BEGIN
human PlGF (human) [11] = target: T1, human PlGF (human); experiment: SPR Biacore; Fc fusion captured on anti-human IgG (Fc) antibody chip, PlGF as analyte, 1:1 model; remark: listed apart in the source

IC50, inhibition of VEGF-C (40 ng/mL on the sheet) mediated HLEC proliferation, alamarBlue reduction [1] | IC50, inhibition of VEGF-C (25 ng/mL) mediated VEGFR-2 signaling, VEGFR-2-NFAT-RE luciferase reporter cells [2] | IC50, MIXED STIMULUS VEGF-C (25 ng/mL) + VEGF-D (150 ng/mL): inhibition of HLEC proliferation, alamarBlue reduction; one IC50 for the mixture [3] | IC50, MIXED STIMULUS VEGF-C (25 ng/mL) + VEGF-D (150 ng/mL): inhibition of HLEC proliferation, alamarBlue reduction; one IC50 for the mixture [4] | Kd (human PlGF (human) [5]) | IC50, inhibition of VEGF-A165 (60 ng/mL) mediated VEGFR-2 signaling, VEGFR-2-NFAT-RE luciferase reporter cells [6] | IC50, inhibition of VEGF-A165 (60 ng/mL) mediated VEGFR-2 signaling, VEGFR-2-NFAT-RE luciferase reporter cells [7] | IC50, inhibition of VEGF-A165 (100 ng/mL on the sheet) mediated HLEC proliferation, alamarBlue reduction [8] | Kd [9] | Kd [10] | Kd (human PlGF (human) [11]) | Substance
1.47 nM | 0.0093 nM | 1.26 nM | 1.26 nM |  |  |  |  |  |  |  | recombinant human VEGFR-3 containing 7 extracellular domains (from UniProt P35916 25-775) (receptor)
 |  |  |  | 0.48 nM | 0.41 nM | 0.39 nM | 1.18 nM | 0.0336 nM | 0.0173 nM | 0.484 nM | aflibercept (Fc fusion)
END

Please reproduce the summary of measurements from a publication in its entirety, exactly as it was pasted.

human PlGF (human) [11] = target: T1, human PlGF (human); experiment: SPR Biacore; Fc fusion captured on anti-human IgG (Fc) antibody chip, PlGF as analyte, 1:1 model; remark: listed apart in the source

IC50, inhibition of VEGF-C (40 ng/mL on the sheet) mediated HLEC proliferation, alamarBlue reduction [1] | IC50, inhibition of VEGF-C (25 ng/mL) mediated VEGFR-2 signaling, VEGFR-2-NFAT-RE luciferase reporter cells [2] | IC50, MIXED STIMULUS VEGF-C (25 ng/mL) + VEGF-D (150 ng/mL): inhibition of HLEC proliferation, alamarBlue reduction; one IC50 for the mixture [3] | IC50, MIXED STIMULUS VEGF-C (25 ng/mL) + VEGF-D (150 ng/mL): inhibition of HLEC proliferation, alamarBlue reduction; one IC50 for the mixture [4] | Kd (human PlGF (human) [5]) | IC50, inhibition of VEGF-A165 (60 ng/mL) mediated VEGFR-2 signaling, VEGFR-2-NFAT-RE luciferase reporter cells [6] | IC50, inhibition of VEGF-A165 (60 ng/mL) mediated VEGFR-2 signaling, VEGFR-2-NFAT-RE luciferase reporter cells [7] | IC50, inhibition of VEGF-A165 (100 ng/mL on the sheet) mediated HLEC proliferation, alamarBlue reduction [8] | Kd [9] | Kd [10] | Kd (human PlGF (human) [11]) | Substance
1.47 nM | 0.0093 nM | 1.26 nM | 1.26 nM |  |  |  |  |  |  |  | recombinant human VEGFR-3 containing 7 extracellular domains (from UniProt P35916 25-775) (receptor)
 |  |  |  | 0.48 nM | 0.41 nM | 0.39 nM | 1.18 nM | 0.0336 nM | 0.0173 nM | 0.484 nM | aflibercept (Fc fusion)